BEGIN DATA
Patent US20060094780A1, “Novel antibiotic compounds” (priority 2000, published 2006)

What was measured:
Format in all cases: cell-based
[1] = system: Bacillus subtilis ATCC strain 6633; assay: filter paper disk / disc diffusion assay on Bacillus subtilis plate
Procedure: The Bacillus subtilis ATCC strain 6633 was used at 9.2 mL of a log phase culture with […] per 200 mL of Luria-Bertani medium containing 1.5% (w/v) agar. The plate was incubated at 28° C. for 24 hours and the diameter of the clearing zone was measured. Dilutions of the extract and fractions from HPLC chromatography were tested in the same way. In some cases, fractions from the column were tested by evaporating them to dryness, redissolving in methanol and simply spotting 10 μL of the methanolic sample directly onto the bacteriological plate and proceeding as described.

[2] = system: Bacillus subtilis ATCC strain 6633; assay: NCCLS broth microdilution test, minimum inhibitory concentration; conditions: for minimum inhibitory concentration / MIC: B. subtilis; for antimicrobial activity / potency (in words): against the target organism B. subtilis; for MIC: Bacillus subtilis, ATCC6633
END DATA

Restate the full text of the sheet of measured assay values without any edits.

Patent US20060094780A1, “Novel antibiotic compounds” (priority 2000, published 2006)

What was measured:
Format in all cases: cell-based
[1] = system: Bacillus subtilis ATCC strain 6633; assay: filter paper disk / disc diffusion assay on Bacillus subtilis plate
Procedure: The Bacillus subtilis ATCC strain 6633 was used at 9.2 mL of a log phase culture with […] per 200 mL of Luria-Bertani medium containing 1.5% (w/v) agar. The plate was incubated at 28° C. for 24 hours and the diameter of the clearing zone was measured. Dilutions of the extract and fractions from HPLC chromatography were tested in the same way. In some cases, fractions from the column were tested by evaporating them to dryness, redissolving in methanol and simply spotting 10 μL of the methanolic sample directly onto the bacteriological plate and proceeding as described.

[2] = system: Bacillus subtilis ATCC strain 6633; assay: NCCLS broth microdilution test, minimum inhibitory concentration; conditions: for minimum inhibitory concentration / MIC: B. subtilis; for antimicrobial activity / potency (in words): against the target organism B. subtilis; for MIC: Bacillus subtilis, ATCC6633